UOSat 2 and 12

One of the key advantages of using several satellites flying in close formation to achieve a mission objective, is the ability to replace satellites in the formation. For small low cost satellites, the turn around to build and launch is very short, ensuring the latest technology can be exploited in space.

To achieve this requires an ability to synchronise a recently launched satellite with a pre-existing formation, which we managed between UoSat-2 and UoSat-12.

The hardest aspect of this synchronisation is bringing the satellite into the same orbital plane as the rest of the formation. This can only be achieved at the two points around the satellite's orbit where the two orbital planes intersect. The optimal way to bring the orbital planes together is in a single impulsive burn at the time of intersection. Plane change manoeuvres, however, are very costly in propellant and for small satellites this is not feasible. A different strategy therefore needs to be employed in which several incremental changes in plane are made through a series of repeated plane crossings.

An opportunity arose with the launch of UoSat-12 to try an experiment of maintaining a set of encounters where the two satellites would pass the common nodal line of their orbital planes at approximately the same time. This would allow the gradual plane change of one satellite into the orbital planer of the other. The opportunity rose serendipitously as the semi-major axis of UoSat-12’s orbit was just a few kilometres higher than one of the original Surrey satellites UoSat-2.

The orbital inclinations in this case were very different with one satellite being sun-synchronous and the other close to critical inclination. During the phase of the experiment that the sma of UoSat-12 was reduced, the orbital phase was also being adjusted so that the two satellites would meet each time they crossed each other’s orbital planes. A risk analysis was performed to show that the separation could be maintained above 10km.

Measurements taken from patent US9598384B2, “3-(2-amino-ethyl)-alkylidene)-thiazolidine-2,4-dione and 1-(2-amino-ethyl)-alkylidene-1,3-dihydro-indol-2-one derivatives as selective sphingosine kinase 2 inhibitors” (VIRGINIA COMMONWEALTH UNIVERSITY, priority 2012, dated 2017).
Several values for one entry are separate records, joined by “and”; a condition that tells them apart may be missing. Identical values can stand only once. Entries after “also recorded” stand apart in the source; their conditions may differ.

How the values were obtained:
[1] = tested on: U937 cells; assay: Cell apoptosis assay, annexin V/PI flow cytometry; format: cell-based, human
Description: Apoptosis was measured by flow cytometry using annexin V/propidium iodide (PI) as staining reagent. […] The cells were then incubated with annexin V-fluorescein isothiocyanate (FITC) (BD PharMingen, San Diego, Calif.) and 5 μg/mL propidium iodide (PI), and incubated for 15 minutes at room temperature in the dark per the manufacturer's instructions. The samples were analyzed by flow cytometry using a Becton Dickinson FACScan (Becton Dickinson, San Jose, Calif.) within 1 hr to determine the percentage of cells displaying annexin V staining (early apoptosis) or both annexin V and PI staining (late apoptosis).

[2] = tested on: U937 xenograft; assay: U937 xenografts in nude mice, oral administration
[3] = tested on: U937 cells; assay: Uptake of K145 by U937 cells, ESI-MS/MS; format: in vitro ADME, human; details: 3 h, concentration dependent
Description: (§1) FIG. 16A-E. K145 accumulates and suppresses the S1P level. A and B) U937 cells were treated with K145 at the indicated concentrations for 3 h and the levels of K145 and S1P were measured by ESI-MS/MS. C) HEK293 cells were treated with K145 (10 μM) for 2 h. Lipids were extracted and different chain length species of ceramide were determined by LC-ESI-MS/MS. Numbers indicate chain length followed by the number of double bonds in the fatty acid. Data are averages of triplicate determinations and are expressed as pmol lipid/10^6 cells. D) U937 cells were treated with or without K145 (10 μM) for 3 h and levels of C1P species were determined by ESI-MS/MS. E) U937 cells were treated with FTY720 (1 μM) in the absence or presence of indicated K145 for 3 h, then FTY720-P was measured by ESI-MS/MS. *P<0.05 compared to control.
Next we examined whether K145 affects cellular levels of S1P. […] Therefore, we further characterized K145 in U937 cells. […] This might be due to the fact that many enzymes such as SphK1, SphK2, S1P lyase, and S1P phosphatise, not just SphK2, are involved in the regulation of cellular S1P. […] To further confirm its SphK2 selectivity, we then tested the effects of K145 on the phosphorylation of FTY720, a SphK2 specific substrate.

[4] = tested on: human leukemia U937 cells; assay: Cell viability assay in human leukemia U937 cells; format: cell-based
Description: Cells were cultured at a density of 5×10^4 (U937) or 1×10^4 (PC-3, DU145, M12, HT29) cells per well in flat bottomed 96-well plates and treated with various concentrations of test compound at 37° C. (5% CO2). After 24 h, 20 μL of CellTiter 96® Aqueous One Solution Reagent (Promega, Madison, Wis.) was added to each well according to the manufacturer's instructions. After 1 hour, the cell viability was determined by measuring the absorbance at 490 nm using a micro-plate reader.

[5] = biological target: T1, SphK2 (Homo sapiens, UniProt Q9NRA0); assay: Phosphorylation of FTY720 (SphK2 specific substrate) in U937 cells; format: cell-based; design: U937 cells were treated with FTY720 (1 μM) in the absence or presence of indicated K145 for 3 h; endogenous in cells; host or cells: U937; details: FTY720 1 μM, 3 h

Graph

Due to the non-spherical nature of the Earth, the orbital planes drift around the Earth's equator at differing rates, so active control is required to maintain the orbit crossings at the same passage time. In order to determine whether the control system had been successful, we switched on an RF receiver on UoSat-12 to listen for the broadcast telemetry from UoSat-2.

The signal would provide a large spike that would enable us to determine precisely the time of closest approach. The units are dBm. The predicted time of closest approach was 11:59:23 which corresponds extremely well with the peak. The closest approach distance was estimated at 16.43 km.

We had the discriminator output (in kHz), which reflected the Doppler shift in the signal. This provides information about the relative motion between the two satellites at closest approach. A more accurate estimate of the encounter time comes from the zero crossing of this curve. The discriminator data can be tested by an orbit model fit which had an RMS fitting residual of 0.06 kHz.

Successive encounters were maintained over several orbits, each encounter lasting approximately 20 seconds. A table of encounter times and separations is given below.

Time Separation
09:32:58 25.86 km
10:21:44 14.01 km
11:10:38 13.33 km
11:59:23 16.43 km

Further information can be found in our Astrodynamics Research Group.

Built in just 6 months from scratch and launched from Vandenberg AFB on a Delta with Landsat-D on 1 March 1984, UoSAT-2 (UO-11) was still transmitting last week on 145.825 MHz AFSK-FM at 1200 bps after 26 years in orbit! The on-board batteries are exhausted, so the satellite now only operates in sunlight and has inactive beacons at 435.025 MHz and 2401MHz.

UoSAT-2 carried a Digitalker speech synthesiser and experiments including magnetometers, a CCD camera, a Geiger-Muller tube and a microphone to detect micrometeoroid impacts. The satellite was instrumental in providing a communications link from the Canadian-Soviet Ski-Trek support teams to the expedition party in 1986. The position of the skiers' emergency beacon was calculated daily by Cospas-Sarsat ground stations and relayed to them, and thousands of amateur radio listeners, as a spoken message from the Digitalker on board UO-11. The message could also serve as an emergency channel to the skiers in the event that all other radio links failed.

UoSAT-2 also carried the Digital Communications Experiment (DCE) that was the first digital packet store-&-forward payload on a microsatellite. Find out more about UoSAT-2's thirty years in space.

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